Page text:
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Carpal Tunnel Release

This webpage will give you information about carpal tunnel release. If you have any question, you should ask your GP or other relevant health professional.

What is carpal tunnel syndrome?

Carpal tunnel syndrome is a condition where there is increased pressure on the nerve that crosses the front of the wrist (the median nerve). The median nerve runs through a tight tunnel, together with the tendons that bend the fingers.

What are the benefits of surgery?

The main benefit of surgery is to relieve pain and numbness in the hand.

Are there any alternatives to surgery?

If your symptoms are mild, a wrist support worn at night often helps.

A steroid injection near the carpal tunnel can reduce the numbness or pain in most people.

What does the operation involve?

Median nerve running under the flexor retinaculum

A carpal tunnel release can usually be performed under local anaesthetic and usually takes about a quarter of an hour.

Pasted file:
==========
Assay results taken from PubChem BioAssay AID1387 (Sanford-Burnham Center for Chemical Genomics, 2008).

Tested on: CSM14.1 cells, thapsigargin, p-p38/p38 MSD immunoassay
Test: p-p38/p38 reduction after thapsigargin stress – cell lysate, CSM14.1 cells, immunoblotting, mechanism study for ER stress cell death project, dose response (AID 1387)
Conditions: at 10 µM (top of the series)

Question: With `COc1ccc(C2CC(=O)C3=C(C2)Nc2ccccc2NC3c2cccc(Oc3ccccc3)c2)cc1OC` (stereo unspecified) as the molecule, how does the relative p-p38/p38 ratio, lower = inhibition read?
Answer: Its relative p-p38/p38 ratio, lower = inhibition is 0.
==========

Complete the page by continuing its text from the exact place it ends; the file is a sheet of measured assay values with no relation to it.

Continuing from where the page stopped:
Your surgeon will make a small cut in the palm of your hand. They will then cut the tight ligament (called the flexor retinaculum) that forms the roof of the carpal tunnel (see figure 1).

Figure 1 - Median nerve running under the flexor retinaculum.

What complications can happen?

1. General complications of any operation

  • Pain
  • Bleeding
  • Infection in the surgical site (wound)
  • Scarring

2. Specific complications of this operation

  • Numbness in your thumb, index and middle fingers
  • Tenderness of the scar
  • Aching in the wrist
  • Return of numbness and pain
  • Severe pain, stiffness and loss of use of the hand (Complex Regional Pain Syndrome)

How soon will I recover?

You should be able to go home the same day. You should keep your hand raised and bandaged for the first couple of days. It is important to gently exercise your fingers, elbow and shoulder to prevent stiffness.

Regular exercise should help you to return to normal activities as soon as possible. Before you start exercising, you should ask a member of the healthcare team or your GP for advice.

Your symptoms may continue to improve for up to six months, or even longer if the carpal tunnel syndrome was related to work.


Carpal tunnel syndrome causes numbness in your thumb, index and middle fingers. A carpal tunnel release should improve your symptoms and prevent permanent nerve damage.


Author: Prof Tim Davis ChM FRCS (Tr. & Orth.) and Mr Stephen Milner DM FRCS (Tr. & Orth.)

Illustrations: Hannah Ravenscroft RM

This document is intended for information purposes only and should not replace advice that your relevant health professional would give you.

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